Article by Andrew Ward, Cannabis Culture
The obsolete policies of US Attorney General Jeff Sessions are destined for a date before the courts. This time, Sessions is being taken to court by an array of activist patients, now plaintiffs, including a former NFL defensive end and an 11-year-old girl.
The case broadly aims to decriminalize marijuana by challenging the the 1970 Controlled Substance Act. That, however, doesn’t cover the motivations behind each plaintiff for getting involved. Each plaintiff has found cannabis beneficial and believes it is the key to their continued health and well-being. From criminal justice to medical access to PTSD, these are just a few of the reasons motivating plaintiffs in the 89-page filing.
Filed in New York City on July 24, 2017, the suit joins a growing number of proposed separate legislations aimed at ending marijuana prohibition as well as industrial hemp exceptions. The suit intends to reschedule and finally make cannabis a noted medicinal source. While other cases appear similar, Attorney Michael Hiller – representing one of the plaintiffs – believes otherwise. Hiller explained that, “This is the first lawsuit of its kind in the sense that we are making arguments under the 5th Amendment due process clause, we are making arguments under the commerce clause, we are making arguments under the 10th Amendment,” Attorney Michael Hiller said.
The Attorney General’s feelings on marijuana are well known and considered out of touch with modern American views. Today, 61% of voters believe in legalization while 88% support its medicinal authorization. On Capitol Hill, the Cannabis Caucus and others are leading the charge for change. However, this diverse class action suit might have the ability to change what government has not. These are some of the notable plaintiffs involved:
11-Year-Old Alexis Bortell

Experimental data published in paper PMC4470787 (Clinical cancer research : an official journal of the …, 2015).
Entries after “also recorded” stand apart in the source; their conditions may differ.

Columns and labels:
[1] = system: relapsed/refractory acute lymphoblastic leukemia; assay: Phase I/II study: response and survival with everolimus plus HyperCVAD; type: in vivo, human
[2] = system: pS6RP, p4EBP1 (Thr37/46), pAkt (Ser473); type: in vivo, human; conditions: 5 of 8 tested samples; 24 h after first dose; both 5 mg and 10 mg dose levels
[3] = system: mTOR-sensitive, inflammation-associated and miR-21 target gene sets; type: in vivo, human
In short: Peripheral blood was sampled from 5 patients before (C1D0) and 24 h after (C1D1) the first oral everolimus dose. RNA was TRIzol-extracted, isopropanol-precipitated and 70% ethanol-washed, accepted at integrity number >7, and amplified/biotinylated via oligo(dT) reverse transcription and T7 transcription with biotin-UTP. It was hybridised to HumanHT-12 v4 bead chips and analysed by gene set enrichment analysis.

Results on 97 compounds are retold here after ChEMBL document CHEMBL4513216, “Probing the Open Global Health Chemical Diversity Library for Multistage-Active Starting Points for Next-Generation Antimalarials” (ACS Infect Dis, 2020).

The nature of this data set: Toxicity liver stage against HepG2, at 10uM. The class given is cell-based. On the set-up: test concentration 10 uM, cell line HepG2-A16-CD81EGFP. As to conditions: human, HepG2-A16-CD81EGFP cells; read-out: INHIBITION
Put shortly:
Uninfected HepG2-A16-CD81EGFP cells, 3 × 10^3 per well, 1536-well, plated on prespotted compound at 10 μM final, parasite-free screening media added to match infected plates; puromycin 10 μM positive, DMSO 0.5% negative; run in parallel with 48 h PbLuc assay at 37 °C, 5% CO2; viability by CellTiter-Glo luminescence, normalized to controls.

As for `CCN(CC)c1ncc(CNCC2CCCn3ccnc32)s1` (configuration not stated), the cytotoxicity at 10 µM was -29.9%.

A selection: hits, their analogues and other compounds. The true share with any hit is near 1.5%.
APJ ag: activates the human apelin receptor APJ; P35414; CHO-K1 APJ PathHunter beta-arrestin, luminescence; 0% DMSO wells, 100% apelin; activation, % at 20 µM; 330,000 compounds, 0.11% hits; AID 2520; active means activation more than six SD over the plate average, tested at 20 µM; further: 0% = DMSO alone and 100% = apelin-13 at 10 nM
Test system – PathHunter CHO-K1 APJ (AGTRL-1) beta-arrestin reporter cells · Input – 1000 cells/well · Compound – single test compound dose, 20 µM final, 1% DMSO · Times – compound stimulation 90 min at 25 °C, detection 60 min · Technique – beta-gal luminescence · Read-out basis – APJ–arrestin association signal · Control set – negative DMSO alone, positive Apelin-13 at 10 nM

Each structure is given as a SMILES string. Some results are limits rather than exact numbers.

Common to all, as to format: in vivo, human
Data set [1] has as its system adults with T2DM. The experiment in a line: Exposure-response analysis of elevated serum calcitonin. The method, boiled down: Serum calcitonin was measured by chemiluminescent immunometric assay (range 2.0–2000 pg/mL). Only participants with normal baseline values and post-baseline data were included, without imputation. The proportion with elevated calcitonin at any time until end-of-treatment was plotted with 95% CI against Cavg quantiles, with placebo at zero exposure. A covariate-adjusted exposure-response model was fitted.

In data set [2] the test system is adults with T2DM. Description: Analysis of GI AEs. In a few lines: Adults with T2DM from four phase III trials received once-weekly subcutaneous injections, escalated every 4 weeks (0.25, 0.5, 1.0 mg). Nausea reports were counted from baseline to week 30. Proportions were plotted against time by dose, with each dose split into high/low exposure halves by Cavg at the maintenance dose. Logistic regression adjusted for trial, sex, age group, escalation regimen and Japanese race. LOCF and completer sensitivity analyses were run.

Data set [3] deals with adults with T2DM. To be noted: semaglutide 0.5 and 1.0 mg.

Alexis Bortell is the 11-year-old that became a trending topic after the suit’s announcement. Bortell, along with her family, became synonymous with the term “medical marijuana refugee.” The Bortells moved from their home in Texas to Colorado in order to legally obtain cannabis to eliminate her frequent epileptic seizures. The move to Colorado came after the family determined it was the best for Alexis’ quality of life. They claim that without access to cannabis, Alexis would be resigned to hospital beds while receiving ineffective care. Though the family states their desire to move home, they understand it would be impossible under the current laws.
Since the move, Alexis claims to be seizure-free in over 866 days. However, being unable to take her medicine in other countries limits her from seeing family in Texas, and go on out of state field trips. She told WFAA Dallas that, “I just want kids like me to be able to do what normal kids are able to do.”
Due to the federal government’s classification of marijuana as a Schedule 1 narcotic, however, the family can’t receive the type of medical cannabis support they need. That’s despite her father, Dean’s, disability classification by the U.S. Navy. In any situation not involving cannabis, children of veterans like Alexis would have easy access to medication. The Bortells participation in the suit is aimed at tearing down these legal roadblocks for families like theirs.
It’s not just Alexis’ age that has garnered her and the family attention. Alexis is noted for not acting like the typical 11-year-old. She’s the author of Let’s Talk About Medical Cannabis: One of the Earliest Medical Communities Seen Through the Eyes of it’s Youngest Advocate. And she is noted for her eloquence and maturity on the subject. Attorney Michael Hiller describes Alexis as a “remarkable child” that is an active participant in this case. He added, “She’s quite obviously received guidance from her parents, but ultimately, the person who decided to move forward with this case was Alexis. She is not a passive participant at all. She’s an advocate. She’s a lion. She’s terrific.”